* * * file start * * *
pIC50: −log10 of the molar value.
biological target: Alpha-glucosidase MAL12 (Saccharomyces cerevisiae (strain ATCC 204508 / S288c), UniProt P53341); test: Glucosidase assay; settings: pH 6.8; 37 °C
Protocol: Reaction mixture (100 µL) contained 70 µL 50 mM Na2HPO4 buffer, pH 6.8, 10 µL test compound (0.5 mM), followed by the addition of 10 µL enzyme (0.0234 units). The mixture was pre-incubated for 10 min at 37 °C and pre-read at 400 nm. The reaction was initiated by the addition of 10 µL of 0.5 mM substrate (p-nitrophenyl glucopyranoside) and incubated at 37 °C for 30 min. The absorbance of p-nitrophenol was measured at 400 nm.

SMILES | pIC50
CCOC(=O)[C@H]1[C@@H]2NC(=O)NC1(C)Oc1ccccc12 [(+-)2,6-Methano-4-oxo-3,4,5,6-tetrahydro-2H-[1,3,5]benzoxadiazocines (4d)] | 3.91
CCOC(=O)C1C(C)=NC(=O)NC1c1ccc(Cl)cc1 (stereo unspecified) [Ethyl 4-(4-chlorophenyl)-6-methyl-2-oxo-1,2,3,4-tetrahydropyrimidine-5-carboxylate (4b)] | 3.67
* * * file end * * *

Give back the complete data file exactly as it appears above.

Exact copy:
pIC50: −log10 of the molar value.
biological target: Alpha-glucosidase MAL12 (Saccharomyces cerevisiae (strain ATCC 204508 / S288c), UniProt P53341); test: Glucosidase assay; settings: pH 6.8; 37 °C
Protocol: Reaction mixture (100 µL) contained 70 µL 50 mM Na2HPO4 buffer, pH 6.8, 10 µL test compound (0.5 mM), followed by the addition of 10 µL enzyme (0.0234 units). The mixture was pre-incubated for 10 min at 37 °C and pre-read at 400 nm. The reaction was initiated by the addition of 10 µL of 0.5 mM substrate (p-nitrophenyl glucopyranoside) and incubated at 37 °C for 30 min. The absorbance of p-nitrophenol was measured at 400 nm.

SMILES | pIC50
CCOC(=O)[C@H]1[C@@H]2NC(=O)NC1(C)Oc1ccccc12 [(+-)2,6-Methano-4-oxo-3,4,5,6-tetrahydro-2H-[1,3,5]benzoxadiazocines (4d)] | 3.91
CCOC(=O)C1C(C)=NC(=O)NC1c1ccc(Cl)cc1 (stereo unspecified) [Ethyl 4-(4-chlorophenyl)-6-methyl-2-oxo-1,2,3,4-tetrahydropyrimidine-5-carboxylate (4b)] | 3.67